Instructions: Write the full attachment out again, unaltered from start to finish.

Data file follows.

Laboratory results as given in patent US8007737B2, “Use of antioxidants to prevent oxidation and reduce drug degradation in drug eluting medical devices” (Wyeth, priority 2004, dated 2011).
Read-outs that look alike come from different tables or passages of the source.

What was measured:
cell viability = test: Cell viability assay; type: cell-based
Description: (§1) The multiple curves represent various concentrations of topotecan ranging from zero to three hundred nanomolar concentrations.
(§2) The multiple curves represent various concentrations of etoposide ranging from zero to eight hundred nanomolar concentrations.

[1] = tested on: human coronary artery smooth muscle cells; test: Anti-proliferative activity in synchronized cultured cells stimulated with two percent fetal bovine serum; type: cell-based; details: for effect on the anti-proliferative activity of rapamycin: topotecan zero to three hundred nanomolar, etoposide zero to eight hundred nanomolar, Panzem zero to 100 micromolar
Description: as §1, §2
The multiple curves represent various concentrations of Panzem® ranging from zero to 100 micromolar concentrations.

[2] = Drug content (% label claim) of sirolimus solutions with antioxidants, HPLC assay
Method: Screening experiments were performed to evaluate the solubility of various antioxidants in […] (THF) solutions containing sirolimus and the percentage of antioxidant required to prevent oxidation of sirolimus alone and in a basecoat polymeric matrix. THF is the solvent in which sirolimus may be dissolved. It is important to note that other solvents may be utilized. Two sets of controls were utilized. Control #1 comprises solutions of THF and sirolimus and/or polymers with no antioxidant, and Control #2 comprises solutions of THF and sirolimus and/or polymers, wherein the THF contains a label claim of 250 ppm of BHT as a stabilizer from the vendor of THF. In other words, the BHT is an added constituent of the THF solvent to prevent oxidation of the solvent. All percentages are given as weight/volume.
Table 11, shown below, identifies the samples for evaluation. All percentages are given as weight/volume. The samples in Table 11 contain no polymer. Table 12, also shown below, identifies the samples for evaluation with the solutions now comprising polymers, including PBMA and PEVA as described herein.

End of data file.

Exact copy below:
Laboratory results as given in patent US8007737B2, “Use of antioxidants to prevent oxidation and reduce drug degradation in drug eluting medical devices” (Wyeth, priority 2004, dated 2011).
Read-outs that look alike come from different tables or passages of the source.

What was measured:
cell viability = test: Cell viability assay; type: cell-based
Description: (§1) The multiple curves represent various concentrations of topotecan ranging from zero to three hundred nanomolar concentrations.
(§2) The multiple curves represent various concentrations of etoposide ranging from zero to eight hundred nanomolar concentrations.

[1] = tested on: human coronary artery smooth muscle cells; test: Anti-proliferative activity in synchronized cultured cells stimulated with two percent fetal bovine serum; type: cell-based; details: for effect on the anti-proliferative activity of rapamycin: topotecan zero to three hundred nanomolar, etoposide zero to eight hundred nanomolar, Panzem zero to 100 micromolar
Description: as §1, §2
The multiple curves represent various concentrations of Panzem® ranging from zero to 100 micromolar concentrations.

[2] = Drug content (% label claim) of sirolimus solutions with antioxidants, HPLC assay
Method: Screening experiments were performed to evaluate the solubility of various antioxidants in […] (THF) solutions containing sirolimus and the percentage of antioxidant required to prevent oxidation of sirolimus alone and in a basecoat polymeric matrix. THF is the solvent in which sirolimus may be dissolved. It is important to note that other solvents may be utilized. Two sets of controls were utilized. Control #1 comprises solutions of THF and sirolimus and/or polymers with no antioxidant, and Control #2 comprises solutions of THF and sirolimus and/or polymers, wherein the THF contains a label claim of 250 ppm of BHT as a stabilizer from the vendor of THF. In other words, the BHT is an added constituent of the THF solvent to prevent oxidation of the solvent. All percentages are given as weight/volume.
Table 11, shown below, identifies the samples for evaluation. All percentages are given as weight/volume. The samples in Table 11 contain no polymer. Table 12, also shown below, identifies the samples for evaluation with the solutions now comprising polymers, including PBMA and PEVA as described herein.